HC Deb 13 February 1989 vol 147 cc5-6
3. Mr. Macdonald

To ask the Secretary of State for Transport what proposals he has to improve communications between Scotland and the south-east, in preparation for the opening of the Channel tunnel.

Mr. Portillo

British Rail is required by section 40 of the Channel Tunnel Act 1987 to publish a plan by the end of this year setting out its proposals for the dispersal of passenger and freight trains within the United Kingdom. The impact of the Channel tunnel is one of the many factors taken into account in planning the forward trunk road programme.

Mr. Macdonald

Will the Minister confirm a report in the "Politics Today" column of the Financial Times on Friday that a study that was prepared for the Prime Minister shows clearly that unless there is a major improvement in the road and rail network between Scotland and the south-east, Scotland will not benefit in any degree from the opening of the Channel tunnel? If that is so, why is the Minister cutting investment to British Rail by £300 million in the latest public expenditure White Paper and why are there no plans in the White Paper to improve the road and rail networks between Scotland and the south-east to enable Scotland to benefit from the economic activity of the Channel tunnel?

Mr. Portillo

There has been no cut in the investment of British Rail. Indeed, it has been rising sharply and will be £3.5 billion in coming years. Perhaps the hon. Gentleman is becoming confused with subsidies, which is a quite different matter and has nothing to do with how much is being invested.

I know of no evidence in any report to suggest that the links to the north are inadequate. On the whole, the inadequacies seem to be in the south-east. That is why there is a £600 million programme of investment in the south-east to improve the links. The north of England and Scotland stand to gain especially from the Channel tunnel because rail freight comes into its own over longer distances.

Dame Elaine Kellett-Bowman

I heard the Minister's reply with delight. Does he agree that since Liverpool has excellent port facilities it makes admirable sense to improve the links between there and the Channel tunnel as it would prove an ideal through-port for goods from America to the continent?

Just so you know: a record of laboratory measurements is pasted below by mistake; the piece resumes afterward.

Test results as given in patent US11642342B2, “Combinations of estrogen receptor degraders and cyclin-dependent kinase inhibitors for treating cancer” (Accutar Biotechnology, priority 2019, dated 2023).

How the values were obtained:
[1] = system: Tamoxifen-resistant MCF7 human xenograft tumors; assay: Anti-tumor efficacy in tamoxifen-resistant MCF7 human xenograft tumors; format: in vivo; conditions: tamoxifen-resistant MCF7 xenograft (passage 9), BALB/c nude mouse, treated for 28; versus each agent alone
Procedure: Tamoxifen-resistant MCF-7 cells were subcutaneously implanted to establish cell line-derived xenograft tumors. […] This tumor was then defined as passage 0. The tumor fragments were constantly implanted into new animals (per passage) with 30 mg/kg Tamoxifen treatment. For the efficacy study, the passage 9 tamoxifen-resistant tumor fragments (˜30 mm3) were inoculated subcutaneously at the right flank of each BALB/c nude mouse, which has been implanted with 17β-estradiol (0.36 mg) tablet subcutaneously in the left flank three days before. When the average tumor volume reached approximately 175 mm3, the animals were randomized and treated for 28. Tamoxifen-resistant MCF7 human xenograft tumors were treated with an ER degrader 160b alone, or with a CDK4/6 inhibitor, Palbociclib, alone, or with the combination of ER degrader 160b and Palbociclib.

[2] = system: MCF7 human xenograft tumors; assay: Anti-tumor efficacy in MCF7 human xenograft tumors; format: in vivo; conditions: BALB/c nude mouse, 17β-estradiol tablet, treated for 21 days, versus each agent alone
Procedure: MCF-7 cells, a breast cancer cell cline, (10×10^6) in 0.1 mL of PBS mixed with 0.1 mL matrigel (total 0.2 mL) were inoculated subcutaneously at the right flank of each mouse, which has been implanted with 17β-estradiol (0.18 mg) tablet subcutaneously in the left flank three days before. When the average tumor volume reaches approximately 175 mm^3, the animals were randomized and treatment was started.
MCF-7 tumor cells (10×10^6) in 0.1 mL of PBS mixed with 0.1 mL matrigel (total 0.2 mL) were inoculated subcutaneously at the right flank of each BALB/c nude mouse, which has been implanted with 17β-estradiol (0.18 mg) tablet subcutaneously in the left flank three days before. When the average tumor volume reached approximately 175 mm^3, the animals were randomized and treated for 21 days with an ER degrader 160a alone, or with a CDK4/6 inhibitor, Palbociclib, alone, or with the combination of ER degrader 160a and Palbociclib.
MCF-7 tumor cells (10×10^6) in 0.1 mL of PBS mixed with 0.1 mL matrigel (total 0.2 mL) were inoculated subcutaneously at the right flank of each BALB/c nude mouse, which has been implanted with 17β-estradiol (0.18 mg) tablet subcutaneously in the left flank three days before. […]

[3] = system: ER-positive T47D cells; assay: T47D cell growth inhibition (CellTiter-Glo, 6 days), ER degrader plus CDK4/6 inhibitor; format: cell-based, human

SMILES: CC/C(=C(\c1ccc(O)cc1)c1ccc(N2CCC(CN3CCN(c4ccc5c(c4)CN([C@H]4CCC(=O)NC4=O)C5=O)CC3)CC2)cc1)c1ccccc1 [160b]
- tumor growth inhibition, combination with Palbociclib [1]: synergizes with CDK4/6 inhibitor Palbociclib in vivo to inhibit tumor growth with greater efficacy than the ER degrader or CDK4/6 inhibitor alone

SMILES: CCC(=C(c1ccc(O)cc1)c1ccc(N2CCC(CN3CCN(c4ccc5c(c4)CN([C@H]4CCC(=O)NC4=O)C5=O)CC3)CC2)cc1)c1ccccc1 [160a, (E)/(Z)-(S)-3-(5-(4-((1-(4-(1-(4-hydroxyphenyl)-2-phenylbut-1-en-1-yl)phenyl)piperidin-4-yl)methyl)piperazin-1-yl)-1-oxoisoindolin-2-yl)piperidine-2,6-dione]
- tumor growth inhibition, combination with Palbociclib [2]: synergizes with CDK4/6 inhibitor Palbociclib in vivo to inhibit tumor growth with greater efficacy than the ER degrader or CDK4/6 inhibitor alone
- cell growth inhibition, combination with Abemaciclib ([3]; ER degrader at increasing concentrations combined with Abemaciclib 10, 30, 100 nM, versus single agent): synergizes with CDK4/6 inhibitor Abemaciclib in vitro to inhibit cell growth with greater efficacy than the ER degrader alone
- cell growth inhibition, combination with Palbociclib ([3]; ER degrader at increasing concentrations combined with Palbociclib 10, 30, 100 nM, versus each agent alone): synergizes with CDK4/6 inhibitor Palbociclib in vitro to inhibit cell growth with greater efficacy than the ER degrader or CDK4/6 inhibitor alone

Mr. Portillo

My hon. Friend refers to a most interesting idea. When we last had questions on this subject I referred to a study being conducted into that very matter. We are happy to co-operate with that study in any way.

Mr. George Howarth

Will the Minister therefore confirm that when the study for the landbridge concept for the port of Liverpool is completed and suggests that it is a feasible option the Government will look favourably on that proposal?

Mr. Portillo

We shall always look favourably at any commercial proposition put to us by British Rail. However, as my hon. Friend the Member for Lancaster (Dame E. Kellett-Bowman) implied a moment ago, the port and road facilities at Liverpool already look as though they have plenty of capacity for that plan.

Mr. Hind

When my lion. Friend discusses these matters with the chairman of British Rail, will he bear in mind that there is still an important link from the whole of the west of country to the tunnel without going through London? All that my hon. Friend needs to do is to put some investment into the flyover at Redhill. That will then provide long routes and freight links all the way to the tunnel from the north-west, the south-west, Wales and Scotland and will definitely benefit the country as a whole.

Mr. Portillo

The important thing is that there should be through freight links between the regions and the Channel tunnel. That is British Rail's ambition and that is why it is working on its plan now. The exact route is a matter for British Rail. I am happy to mention the point to the chairman when I next see him but I am bound to tell my hon. Friend that he has made his case effectively on a number of occasions already.

Mr. Kennedy

The Minister will appreciate that the rail links between the highlands of Scotland and the south and from there to the Channel tunnel suffered a severe setback last week when the rail bridge in the town of Inverness was washed away in the flooding that occurred. Will the Minister give an undertaking that all available finance will be made available to British Rail and ScotRail to ensure that that bridge is reconstructed as fast as possible because the great worry in the north now is that if it takes up to a year—

Mr. Speaker

Order. This question is about the Channel tunnel, but the hon. Gentleman's question is wide of it.

Mr. Kennedy

Without the bridge, there is no rail link to the Channel tunnel from Inverness.

Will the Minister ensure that the finance is available and that British Rail checks bridges of the same age at regular intervals to ensure that there is not a similar setback again?

Mr. Portillo

The safety point is well made and. I shall bring it to British Rail's attention. I know that my right hon. Friends the Secretaries of State for Transport and for Scotland have been in touch with each other about the bridge. We do not yet know anything about the costs that would be involved, but we shall stay closely in touch with the hon. Gentleman on this matter.